Credit: The Match Factory
by David Cuevas Featured Film Horizon Line

Futura — Pietro Marcello, Francesco Munzi, and Alice Rohrwacher

January 26, 2022

There’s plenty of aesthetic polish to Futura, but it’s largely mitigated by the bland, reductive didacticism at its aging core.

“How do you do, fellow kids?” We’ve all seen that clip from 30 Rock, where a try-hard Steve Buscemi — adorned with a hoodie, backwards ball cap, and skateboard — which feels like an attempt at impressing the Gen Z crowd, even as it predates them. It’s a humorous clip from a rather mediocre sitcom that has since spread like wildfire across the internet; and also a perfect encapsulation of Futura; a collective work directed by three of the most influential Italian auteurs currently working. Rumor has it that Pietro Marcello, Francesco Munzi, and Alice Rohrwacher met together in late 2019 to pitch and collaborate on a unique omnibus film. After tackling various ideas and concepts, the three filmmakers decided on the participatory documentary format which we see today, with all three directors directly involved in each of the featured interviews and B-rolls. The topic at hand? An investigative work examining Generation Z’s fears, perspectives, and general outlook on society, alongside the dawning threats of the future.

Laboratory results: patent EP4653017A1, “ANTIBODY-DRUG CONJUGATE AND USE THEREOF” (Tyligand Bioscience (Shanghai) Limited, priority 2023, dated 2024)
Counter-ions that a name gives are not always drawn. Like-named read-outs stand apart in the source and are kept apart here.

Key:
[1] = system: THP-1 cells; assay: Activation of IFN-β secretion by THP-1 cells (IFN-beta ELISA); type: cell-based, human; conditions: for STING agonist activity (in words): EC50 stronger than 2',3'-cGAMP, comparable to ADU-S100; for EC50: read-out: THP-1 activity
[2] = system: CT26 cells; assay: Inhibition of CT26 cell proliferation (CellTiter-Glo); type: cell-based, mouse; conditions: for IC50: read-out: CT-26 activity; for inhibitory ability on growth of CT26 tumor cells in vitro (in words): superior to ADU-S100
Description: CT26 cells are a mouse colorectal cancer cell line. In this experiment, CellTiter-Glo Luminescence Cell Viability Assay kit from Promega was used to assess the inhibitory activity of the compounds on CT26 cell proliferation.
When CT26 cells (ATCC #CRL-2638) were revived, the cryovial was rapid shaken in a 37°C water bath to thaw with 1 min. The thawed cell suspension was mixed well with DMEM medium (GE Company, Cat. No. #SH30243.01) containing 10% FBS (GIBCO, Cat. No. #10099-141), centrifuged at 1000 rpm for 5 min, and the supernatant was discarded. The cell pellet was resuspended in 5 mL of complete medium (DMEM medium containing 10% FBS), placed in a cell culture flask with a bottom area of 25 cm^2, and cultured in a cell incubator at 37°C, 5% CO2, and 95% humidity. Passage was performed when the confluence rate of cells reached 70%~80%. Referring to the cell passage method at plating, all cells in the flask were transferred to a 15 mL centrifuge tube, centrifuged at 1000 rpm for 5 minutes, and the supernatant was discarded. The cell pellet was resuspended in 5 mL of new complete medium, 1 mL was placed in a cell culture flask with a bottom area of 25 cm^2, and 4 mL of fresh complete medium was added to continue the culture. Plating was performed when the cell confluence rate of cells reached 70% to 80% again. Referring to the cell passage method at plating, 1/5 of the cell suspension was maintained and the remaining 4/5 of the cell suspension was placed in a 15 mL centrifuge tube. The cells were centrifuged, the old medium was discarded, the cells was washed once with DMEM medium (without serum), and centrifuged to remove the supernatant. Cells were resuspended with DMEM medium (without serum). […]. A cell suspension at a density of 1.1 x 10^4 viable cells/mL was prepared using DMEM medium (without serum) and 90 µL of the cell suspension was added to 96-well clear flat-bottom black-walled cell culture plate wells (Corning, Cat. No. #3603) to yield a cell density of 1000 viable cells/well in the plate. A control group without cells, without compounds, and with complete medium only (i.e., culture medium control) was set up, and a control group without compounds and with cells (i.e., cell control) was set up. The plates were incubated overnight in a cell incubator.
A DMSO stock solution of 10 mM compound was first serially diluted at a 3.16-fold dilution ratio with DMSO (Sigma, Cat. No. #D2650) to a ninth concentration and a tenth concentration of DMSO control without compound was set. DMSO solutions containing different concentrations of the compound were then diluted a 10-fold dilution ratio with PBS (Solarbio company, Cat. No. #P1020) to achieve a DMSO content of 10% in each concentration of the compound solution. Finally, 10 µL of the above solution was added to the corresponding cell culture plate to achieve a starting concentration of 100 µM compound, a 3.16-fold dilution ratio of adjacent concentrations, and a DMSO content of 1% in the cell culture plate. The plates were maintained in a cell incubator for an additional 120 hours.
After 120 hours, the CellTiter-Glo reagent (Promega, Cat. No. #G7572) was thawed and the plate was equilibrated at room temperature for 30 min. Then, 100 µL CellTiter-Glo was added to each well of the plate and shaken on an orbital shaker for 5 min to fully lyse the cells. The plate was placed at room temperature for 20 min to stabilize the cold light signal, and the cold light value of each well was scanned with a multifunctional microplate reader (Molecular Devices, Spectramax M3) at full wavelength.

It’s as pretentious as it sounds: a presumptively historical record already outdated, given its limited and selective outreach. There’s a penchant for data collection in nearly every interview, where Rohrwacher, Munzi, and Marcello attempt to put on display the dreams and aspirations of young Italian teens across the country through a mosaic of poorly assembled storytelling. Futura is a film so pedantically obsessed with its central thesis of articulating a specific generational archetype that none of the three directors even thought to think outside of the box and experiment with varying perspectives, both formally and thematically, in reference to the more heated political issues at hand. It’s a superficial portrait-cum-examination of industrialization and human movement, nothing but derivative for the Gen Z viewer.

Perhaps this might be a bit harsh of a reaction towards Futura, coming from a young, teenage writer born in the troublesome year of 2002. Yet, all that surfaces through the film’s 105 minutes is a blurred and pandering reflection of this writer’s friends and colleagues. Futura is the TikTok generation’s meager profile; a documentary that examines neither the interpersonal social lives nor external anxieties of Generation Z. It’s riddled with missed opportunities, where multiple discourses involving climate change, privacy, surveillance, corruption, fascism, terrorism, and even the pandemic appear only haphazardly and at random. All that’s left to savor is its beautiful 16mm aesthetic, curiously ironic for its utilizing of baby boomer technology against the backdrop of an iPhone-dependent world; a wonderful aesthetic choice representing generational symbiosis, only to be deterred by a less wonderful didacticism at its aging core.

Originally published as part of Cannes Film Festival 2021 — Dispatch 9.